House passes plan aiming to limit money in politics, require presidents to release tax returns

  • House Democrats pass a plan aiming to root out corruption and limit money in politics.
  • Senate Majority Leader Mitch McConnell has no plans to take it up, and President Donald Trump has threatened to veto it.
Speaker of the House Nancy Pelosi (D-CA) answers questions during her weekly press conference at the U.S. Capitol February 28, 2019 in Washington, DC.
Win McNamee | Getty Images
Speaker of the House Nancy Pelosi (D-CA) answers questions during her weekly press conference at the U.S. Capitol February 28, 2019 in Washington, DC.

House Democrats passed a bill Friday aiming to reduce money in politics and expand voting rights, following through on their top policy priority since they regained control of the chamber.

The proposal would also require presidential and vice presidential candidates to release their tax returns — a clear swipe at President Donald Trump, who broke with precedent in refusing to release his financial information.

The plan, a key plank of Democrats' 2018 strategy known as H.R. 1, passed the chamber by a 234-193 party-line vote. With the proposal, Democrats hope to cast themselves as the party better equipped to root out corruption and boost participation in the U.S. political system. The plan was overshadowed for most of the week by an anti-hate measure passed Thursday in response to comments from Rep. Ilhan Omar, D-Minn., that various critics deemed anti-Semitic.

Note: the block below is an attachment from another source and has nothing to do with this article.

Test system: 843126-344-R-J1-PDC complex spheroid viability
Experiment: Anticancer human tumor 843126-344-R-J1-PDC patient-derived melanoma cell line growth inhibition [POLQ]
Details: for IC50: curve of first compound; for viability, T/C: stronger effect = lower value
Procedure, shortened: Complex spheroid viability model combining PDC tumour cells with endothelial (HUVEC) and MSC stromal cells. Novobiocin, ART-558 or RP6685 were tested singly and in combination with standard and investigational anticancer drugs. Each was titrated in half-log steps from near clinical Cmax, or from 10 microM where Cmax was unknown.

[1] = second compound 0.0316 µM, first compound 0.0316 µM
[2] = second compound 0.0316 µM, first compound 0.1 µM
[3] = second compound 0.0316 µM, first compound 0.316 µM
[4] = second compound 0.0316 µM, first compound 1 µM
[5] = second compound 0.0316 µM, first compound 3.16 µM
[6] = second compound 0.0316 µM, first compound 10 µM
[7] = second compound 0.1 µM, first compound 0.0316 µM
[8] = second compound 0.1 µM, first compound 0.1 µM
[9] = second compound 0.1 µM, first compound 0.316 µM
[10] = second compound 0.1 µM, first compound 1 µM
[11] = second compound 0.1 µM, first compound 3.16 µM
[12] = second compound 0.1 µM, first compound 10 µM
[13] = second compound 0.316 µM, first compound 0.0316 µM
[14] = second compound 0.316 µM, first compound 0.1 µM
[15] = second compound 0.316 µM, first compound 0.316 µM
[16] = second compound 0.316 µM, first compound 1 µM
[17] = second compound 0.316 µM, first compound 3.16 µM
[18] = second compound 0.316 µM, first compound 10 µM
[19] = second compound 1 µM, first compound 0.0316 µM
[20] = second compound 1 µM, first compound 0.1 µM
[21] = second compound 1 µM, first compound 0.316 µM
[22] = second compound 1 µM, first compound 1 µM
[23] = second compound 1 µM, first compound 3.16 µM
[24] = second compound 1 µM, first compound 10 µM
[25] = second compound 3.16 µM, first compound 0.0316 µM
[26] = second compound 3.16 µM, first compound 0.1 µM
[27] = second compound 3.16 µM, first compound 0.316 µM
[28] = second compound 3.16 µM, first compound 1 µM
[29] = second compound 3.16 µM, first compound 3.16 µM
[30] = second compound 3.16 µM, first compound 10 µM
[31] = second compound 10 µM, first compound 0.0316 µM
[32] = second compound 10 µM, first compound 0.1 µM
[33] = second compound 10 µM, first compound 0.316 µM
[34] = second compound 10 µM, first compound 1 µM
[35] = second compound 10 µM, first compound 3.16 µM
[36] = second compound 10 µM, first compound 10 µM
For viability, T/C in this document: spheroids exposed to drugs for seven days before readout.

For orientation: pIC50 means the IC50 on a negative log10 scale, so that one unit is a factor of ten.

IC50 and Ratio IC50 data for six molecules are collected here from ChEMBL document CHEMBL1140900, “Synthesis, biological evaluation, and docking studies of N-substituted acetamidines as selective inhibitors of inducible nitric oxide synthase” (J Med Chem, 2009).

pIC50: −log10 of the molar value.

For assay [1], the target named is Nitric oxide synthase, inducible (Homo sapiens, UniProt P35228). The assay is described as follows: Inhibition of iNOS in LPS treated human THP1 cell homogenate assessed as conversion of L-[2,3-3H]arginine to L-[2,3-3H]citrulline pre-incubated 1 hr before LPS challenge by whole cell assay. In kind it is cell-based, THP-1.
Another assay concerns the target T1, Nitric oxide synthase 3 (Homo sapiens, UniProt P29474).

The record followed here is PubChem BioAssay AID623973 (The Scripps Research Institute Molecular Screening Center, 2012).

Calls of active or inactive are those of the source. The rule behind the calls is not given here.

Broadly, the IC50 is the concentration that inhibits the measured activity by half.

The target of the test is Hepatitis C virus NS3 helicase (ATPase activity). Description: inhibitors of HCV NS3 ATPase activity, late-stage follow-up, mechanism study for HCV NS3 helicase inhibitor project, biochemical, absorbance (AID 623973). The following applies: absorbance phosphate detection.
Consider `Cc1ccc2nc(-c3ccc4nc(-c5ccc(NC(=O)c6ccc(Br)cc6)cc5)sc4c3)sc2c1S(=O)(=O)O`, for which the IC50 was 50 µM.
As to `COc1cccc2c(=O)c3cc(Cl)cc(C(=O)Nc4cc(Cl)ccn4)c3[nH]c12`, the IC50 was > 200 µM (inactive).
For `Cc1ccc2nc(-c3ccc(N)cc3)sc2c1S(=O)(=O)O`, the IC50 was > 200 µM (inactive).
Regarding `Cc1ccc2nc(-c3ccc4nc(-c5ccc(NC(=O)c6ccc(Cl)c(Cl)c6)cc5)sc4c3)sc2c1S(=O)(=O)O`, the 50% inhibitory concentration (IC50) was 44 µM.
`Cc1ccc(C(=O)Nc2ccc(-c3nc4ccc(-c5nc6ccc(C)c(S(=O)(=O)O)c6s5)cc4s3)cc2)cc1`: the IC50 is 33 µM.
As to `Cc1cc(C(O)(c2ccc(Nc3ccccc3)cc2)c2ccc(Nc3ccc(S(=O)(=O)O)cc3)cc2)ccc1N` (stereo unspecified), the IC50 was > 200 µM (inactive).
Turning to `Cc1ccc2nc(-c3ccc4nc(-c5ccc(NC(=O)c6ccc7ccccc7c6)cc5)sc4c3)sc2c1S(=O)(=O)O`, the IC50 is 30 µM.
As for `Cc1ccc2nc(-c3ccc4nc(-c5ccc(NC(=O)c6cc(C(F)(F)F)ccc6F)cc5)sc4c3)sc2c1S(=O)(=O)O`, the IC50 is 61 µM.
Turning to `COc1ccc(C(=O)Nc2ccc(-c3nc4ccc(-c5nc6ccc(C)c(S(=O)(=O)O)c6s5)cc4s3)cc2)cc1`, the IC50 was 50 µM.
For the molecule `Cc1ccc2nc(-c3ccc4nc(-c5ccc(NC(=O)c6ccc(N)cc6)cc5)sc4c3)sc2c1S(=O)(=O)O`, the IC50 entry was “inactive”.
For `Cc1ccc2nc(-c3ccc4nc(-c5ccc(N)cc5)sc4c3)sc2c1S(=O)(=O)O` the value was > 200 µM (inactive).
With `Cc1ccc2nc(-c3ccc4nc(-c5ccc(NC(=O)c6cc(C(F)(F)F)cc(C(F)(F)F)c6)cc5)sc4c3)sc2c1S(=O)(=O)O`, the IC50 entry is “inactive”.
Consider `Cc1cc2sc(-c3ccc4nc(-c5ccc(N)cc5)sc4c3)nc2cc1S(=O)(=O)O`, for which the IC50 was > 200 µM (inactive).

The Democrats' ethics reform bill has little chance of becoming law. Senate Majority Leader Mitch McConnell has lambasted the measure as a federal power grab by Democrats. Trump has threatened to veto the legislation.

The massive legislation would require so-called dark money groups — which do not have to disclose their donors — to reveal their sources of funding, while setting up a public funding method for congressional campaigns. It would create a national automatic voter registration, make Election Day a federal holiday, and boost early voting and same-day registration.

Ahead of the vote, House Speaker Nancy Pelosi called the plan one that "restores the people's faith that government works in the public's interest, the people's interest, not the special interests." She said it "ensures clean, fair elections and fights voter suppression."

McConnell has signaled he will not even bring the bill to a vote. The Kentucky Republican has repeatedly called it the "Democrat Politician Protection Act."

Subscribe to CNBC on YouTube.